ñI know a few things.î This could be humility, or it could be truth. To find out, Cox mentions three local plants and their medicinal uses. This is known as ñleading the healerî (or, for reasons that are not entirely clear to me, ñblowing the informantî). FaÍavela recognizes only one. Cox delivers a rococo thank-you, and we make our way to the door.
Heading back, we pass an oId bIind woman sitting on a bench eating sunflower seeds. Cox stops to ask about healers. Like Lear on the heath, she shouts into a gathering wind that makes cobwebbed skeins of her loose white hair. Cox translates under his breath: ñ ïYour people make fun of the Samoan medicine. Your hospital said itÍs forbidden for us to use our medicine. There are healers here, but they are frightened to talk to you.Í î
Cox frowns. ñThey think weÍre the narcs.î
He persists. He explains that he himself has used Samoan medicine. He flatters. He cajoles. He speaks of the ethnobotanistÍs mission and the urgency of his search.
The woman considers his words. She spits out a sunflower hull. ñGo see Agalelagi.î
Agalelagi lives on the neighboring island of Ofu, connected to Olosega by a short stone bridge. We meet in the communal fale, a concrete gazebo with a pell-mell scatter of mats. Agalelagi is old, and her health appears tenuous. With a distended belly out of proportion to her reedy frame, she seems at once overweight and frail.
AgalelagiÍs daughter arrives bearing Pepsi and a package of Chocolate Chip-a-roos.
ñDemonstrate respect,î whispers Cox. ñOpen them up and eat one.î
The village chief is away, so Cox looses his introductory rhetoric on Agalelagi. Somewhere around the mating sea turtles she begins to look uncomfortable. Cox cuts to the mission statement. The sun sets. The Chip-a-roos disappear. At last he stops.
Agalelagi blinks at us. ñI donÍt know how to make any medicines.î
Agalelagi is a fofo, a massage healer. The fofo is one of four types of Samoan specialist, the others being taulasea, fofogau (bonesetter), and faÍatosaga (midwife). A fofoÍs expertise is in manipulating the toala, or ñcenter of being.î Should the toala shift from its resting place, illness is thought to result.
As we get up to leave, Agalelagi leans over and whispers to Cox. I ask him what she said. ñShe wants to know if IÍve got anything for indigestion.î
Back on Olosega, I unpack my Western biases. If healers practice sophisticated science, what are they doing massaging the toala? Does Cox really believe that quantifiable physical ailments can be traced to an off- kilter center of being?
Cox rubs his temples. Ethnobotanists, he says, withhold judgment. ñYou can either say, ïThese things are foolish,Í or you can say, ïThatÍs interesting. What do you use to treat it?Í î The point being, each culture has its own concept of illness. Rarely do indigenous disease categories correspond one-on-one to Western ones. And though indigenous healers are more likely to recognize a spiritual component to disease, this does not mean they overlook the physical. Indeed, their symptomatologies can be maddeningly specific. The Amazonian Kayap÷ tribe has a hundred different words for diarrhea. CoxÍs Samoan medical lexicon contains a term that translates ñdark stool that resembles the ink of an octopus.î But because indigenous maladies lack ready Western equivalents, Westerners--be they health professionals or itinerant journalists--tend to assume theyÍre not real.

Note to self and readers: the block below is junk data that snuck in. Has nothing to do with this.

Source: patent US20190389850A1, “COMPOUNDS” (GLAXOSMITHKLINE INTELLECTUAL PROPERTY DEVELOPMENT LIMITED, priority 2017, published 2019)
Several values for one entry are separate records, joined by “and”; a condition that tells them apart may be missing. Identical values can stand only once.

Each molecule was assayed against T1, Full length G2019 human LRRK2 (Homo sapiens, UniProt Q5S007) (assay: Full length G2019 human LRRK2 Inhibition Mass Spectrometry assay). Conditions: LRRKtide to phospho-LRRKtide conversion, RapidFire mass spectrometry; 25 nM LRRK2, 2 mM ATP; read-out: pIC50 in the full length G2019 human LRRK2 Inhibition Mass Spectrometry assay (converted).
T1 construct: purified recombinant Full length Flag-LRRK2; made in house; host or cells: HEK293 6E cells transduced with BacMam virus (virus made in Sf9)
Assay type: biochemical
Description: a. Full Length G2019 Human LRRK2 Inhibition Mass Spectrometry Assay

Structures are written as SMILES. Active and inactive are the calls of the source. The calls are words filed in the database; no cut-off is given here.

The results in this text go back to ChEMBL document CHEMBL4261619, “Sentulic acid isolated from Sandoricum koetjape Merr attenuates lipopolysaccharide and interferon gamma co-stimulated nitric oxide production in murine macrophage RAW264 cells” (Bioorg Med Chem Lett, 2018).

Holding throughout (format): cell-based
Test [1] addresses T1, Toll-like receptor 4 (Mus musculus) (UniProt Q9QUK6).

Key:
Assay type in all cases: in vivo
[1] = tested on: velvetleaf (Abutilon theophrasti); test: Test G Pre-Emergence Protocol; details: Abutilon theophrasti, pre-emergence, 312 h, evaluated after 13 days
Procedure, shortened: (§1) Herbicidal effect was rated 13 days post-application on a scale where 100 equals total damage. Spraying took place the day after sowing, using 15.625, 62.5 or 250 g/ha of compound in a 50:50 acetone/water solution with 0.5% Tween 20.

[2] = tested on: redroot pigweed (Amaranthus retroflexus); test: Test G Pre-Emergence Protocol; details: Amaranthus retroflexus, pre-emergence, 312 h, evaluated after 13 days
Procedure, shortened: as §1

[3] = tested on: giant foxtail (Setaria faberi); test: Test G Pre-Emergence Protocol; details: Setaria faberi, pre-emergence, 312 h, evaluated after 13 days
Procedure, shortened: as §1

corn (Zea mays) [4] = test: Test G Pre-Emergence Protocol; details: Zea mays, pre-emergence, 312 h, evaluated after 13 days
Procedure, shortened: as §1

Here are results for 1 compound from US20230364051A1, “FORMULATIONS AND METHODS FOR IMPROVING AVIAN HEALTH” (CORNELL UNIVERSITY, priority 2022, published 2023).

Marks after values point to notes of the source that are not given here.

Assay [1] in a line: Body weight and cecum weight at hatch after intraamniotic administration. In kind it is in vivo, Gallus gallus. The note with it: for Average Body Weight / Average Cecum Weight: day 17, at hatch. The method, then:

I ask Cox if heÍs ever had his toala manipulated.
ñIÍve been told itÍs right where itÍs supposed to be.î He pats his navel. ñSomewhere under here. They say itÍs a physical entity--that it actually palpitates. ItÍs been theorized it might be the inferior vena cava.î
And how would a healer know where the vena cava is? Much the same way as someone whoÍs been to medical school: observation and dissection. ñIn Rotuma,î says CoxÍs graduate student Will McClatchey, who does fieldwork on that remote island in Fiji, ñwhen thereÍs a butchering in the village, youÍll often find an apprentice healer hanging around, watching and learning.î Cox himself knew a healer in Western Samoa who carried out detailed dissections of miscarried fetuses.
Healers also acquire a feel for anatomy through massage. (All four specialists practice massage.) ñItÍs like our medical residents on hospital rounds,î says McClatchey. ñTheyÍre always being instructed to touch and probe--to learn what a normal kidney feels like, or how a strain feels.î Using massage, Samoan midwives can detect subtle shifts in fetal position. For this reason, breech births are unheard of in traditional Samoan villages. ñI was skeptical,î recalls Cox. ñ ïCome on,Í I said to this one healer, ïit has to happen.Í She told me, ïYou donÍt understand. We massage every week. If we feel the baby isnÍt positioned properly, we rotate it in utero.Í î
The emphasis on ongoing, preventive care further muddies attempts to compare Samoan medical science with its Western counterpart. With native medicine thereÍs less focus on acute symptoms and fast-acting relief. In some ways, healers are more akin to nutritionists than internists. ñThe Samoan healers make a lot of what we loosely translate as tonics--they just say it makes you feel better, makes you healthy.î For years Cox dismissed these things. ñIÍd write it down, but I always wanted to encourage them to move on to the interesting stuff. Well, last year I was asked by one pharmaceutical company if I knew of any immunostimulators. I said, ïHow would I recognize one?Í And they said, ïWell, people might say it makes you feel better.Í î ItÍs possible these so-called tonics contain substances that boost the immune system. ñFor example,î says Cox, ñsay we isolated a component that could increase the life span of B lymphocytes, which produce antibodies. We might have something that increases the effectiveness of the immune system.î
Has Cox found such a substance? He flicks a mosquito off his elbow. ñI canÍt talk about that right now. Any other questions?î
I glance at the scrawls in the margins of my notepad: Why do Samoans like corned beef? What is the velocity of a falling coconut? Which is harder, a coconut or a skull?